Night photography is tricky. If you have tried it atleast once, you know what I am talking about. Even if you try to take photos at night using your mobile phones, point and shoot camera, or a dslr, you will, mostly, end up frustrated. In night photography, you are actually converging time with long exposures. That’s what makes night photography interesting, tricky, and beautiful.
As you might think, night photography is just taking pics at night. But it’s not. Then what is it? It is the art of seeing light — the quality of light. You cannot ‘see’ long exposures with your naked eyes. But you can record the light using your camera. That’s one of the reasons I made this post — to give you an idea about the incredible realm of night photography.
30 incredible examples of night photography
Here is an awesome collection of night photographs. Get inspired!
Photo by: Neil Kremer
Some quick night photography tips
Well, these tips may not help you to take photographs like you just saw above. Mostly it won’t help you; because, as I said before, mastering night photography takes time and sincere effort. There are lots of books, video tutorials on night photography. You can learn them, but they are hard to implement. I am not saying that they are not useful. I am saying that you need to know how light ‘behaves’ , its character at night. And that comes only from experience, after several trial and error. Anyway, these tips will get you started.
Choose low ISO: Eventhough, high ISO rating lets you record more light, choosing the same would create noise in your photographs.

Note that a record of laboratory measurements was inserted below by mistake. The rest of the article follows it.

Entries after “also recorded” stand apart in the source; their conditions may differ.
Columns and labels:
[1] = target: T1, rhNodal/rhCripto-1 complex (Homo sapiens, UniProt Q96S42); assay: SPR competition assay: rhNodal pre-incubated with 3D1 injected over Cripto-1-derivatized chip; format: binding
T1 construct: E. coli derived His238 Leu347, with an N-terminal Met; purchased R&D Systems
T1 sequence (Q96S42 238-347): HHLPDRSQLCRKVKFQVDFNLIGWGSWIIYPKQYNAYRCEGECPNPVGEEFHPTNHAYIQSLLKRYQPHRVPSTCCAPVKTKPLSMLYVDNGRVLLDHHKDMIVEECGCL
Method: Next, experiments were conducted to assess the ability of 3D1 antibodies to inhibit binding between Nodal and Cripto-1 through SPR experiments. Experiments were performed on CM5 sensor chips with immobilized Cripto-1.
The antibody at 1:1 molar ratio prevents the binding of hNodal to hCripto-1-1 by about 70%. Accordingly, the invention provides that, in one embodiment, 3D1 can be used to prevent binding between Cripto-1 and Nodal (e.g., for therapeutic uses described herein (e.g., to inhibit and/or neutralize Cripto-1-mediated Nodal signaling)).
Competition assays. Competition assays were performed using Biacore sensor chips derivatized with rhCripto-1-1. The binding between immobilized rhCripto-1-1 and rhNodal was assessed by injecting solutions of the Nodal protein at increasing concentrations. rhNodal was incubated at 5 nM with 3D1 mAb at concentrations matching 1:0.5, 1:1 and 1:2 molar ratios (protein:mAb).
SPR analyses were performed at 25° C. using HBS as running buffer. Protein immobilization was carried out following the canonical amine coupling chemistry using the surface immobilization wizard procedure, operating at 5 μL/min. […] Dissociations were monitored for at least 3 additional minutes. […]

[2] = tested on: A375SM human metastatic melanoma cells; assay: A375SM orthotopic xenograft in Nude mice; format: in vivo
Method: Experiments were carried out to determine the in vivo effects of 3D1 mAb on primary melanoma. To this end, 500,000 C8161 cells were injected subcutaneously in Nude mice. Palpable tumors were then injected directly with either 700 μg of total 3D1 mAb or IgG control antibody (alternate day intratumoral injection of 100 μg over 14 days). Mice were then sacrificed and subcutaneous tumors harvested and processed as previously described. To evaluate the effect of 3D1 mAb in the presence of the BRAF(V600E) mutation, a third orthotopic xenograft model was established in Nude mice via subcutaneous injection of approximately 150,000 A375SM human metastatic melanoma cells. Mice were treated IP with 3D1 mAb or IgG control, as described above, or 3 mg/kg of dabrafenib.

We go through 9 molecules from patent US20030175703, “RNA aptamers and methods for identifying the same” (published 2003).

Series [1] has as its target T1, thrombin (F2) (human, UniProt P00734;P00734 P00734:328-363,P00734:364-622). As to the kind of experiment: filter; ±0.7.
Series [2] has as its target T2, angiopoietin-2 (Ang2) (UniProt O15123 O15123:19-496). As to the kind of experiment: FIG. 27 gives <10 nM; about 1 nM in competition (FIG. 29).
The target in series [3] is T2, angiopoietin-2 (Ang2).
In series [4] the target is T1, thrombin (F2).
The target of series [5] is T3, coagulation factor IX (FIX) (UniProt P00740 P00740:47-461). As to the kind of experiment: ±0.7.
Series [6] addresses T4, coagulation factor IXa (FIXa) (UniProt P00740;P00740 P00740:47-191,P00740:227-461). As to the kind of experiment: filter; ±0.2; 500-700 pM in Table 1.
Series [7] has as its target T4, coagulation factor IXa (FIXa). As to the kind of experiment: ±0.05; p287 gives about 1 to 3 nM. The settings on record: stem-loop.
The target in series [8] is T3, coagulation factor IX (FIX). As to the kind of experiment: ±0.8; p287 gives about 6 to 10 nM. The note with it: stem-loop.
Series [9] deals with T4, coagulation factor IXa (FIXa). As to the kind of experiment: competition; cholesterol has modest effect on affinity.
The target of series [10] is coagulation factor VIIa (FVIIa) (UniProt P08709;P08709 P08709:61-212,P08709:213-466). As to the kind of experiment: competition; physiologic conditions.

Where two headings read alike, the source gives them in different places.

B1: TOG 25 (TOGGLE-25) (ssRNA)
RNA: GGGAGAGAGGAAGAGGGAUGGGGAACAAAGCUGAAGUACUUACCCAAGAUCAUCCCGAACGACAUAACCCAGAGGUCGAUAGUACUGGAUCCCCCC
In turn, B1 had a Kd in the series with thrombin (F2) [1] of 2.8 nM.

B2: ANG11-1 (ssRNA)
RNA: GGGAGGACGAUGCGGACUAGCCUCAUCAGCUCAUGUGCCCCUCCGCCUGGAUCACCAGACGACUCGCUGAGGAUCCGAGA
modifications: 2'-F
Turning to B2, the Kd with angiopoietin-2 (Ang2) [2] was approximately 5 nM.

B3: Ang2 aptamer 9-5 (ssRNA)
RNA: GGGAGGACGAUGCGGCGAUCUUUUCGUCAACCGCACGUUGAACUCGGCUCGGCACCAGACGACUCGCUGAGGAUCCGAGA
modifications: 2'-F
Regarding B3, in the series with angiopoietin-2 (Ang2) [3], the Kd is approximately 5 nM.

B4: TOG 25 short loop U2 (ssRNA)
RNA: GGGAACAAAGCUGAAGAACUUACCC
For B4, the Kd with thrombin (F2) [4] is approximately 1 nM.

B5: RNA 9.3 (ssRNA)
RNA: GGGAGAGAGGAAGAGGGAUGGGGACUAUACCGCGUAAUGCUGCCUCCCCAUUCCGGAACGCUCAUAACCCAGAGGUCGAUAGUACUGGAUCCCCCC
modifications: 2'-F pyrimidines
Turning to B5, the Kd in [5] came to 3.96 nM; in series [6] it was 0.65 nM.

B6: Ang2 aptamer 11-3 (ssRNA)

Use a Tripod: Use a tripod to prevent blur in your shots. In night photography, you need to use long exposures, especially when you choose a low ISO. In such cases, handheld shots ruin the image.
Use a lens hood: A lens hood prevents lens flare, which is typically occurs during long exposures.
Use a wide aperture: Use wide apertures like f2.8, f.18 or wider to let more light into the camera. If you don’t have a tripod, choosing a wide aperture will let you to select faster shutter speed.
Use live view mode: Using live view mode helps you to focus properly and set a proper exposure.
Use Night mode: Almost all cameras (from mobile phone camera to DSLRs) have an automatic mode called ‘Night mode’. If you are a beginner, you can use this mode to take some decent shots.
Use flash: Flash is inevitable in low light situations. But flash often makes the image flat.So, If you use flash, find a way to diffuse it.
We would love to see your night photographs. Share your work in our Flickr group : Shutterstoppers Flickr Group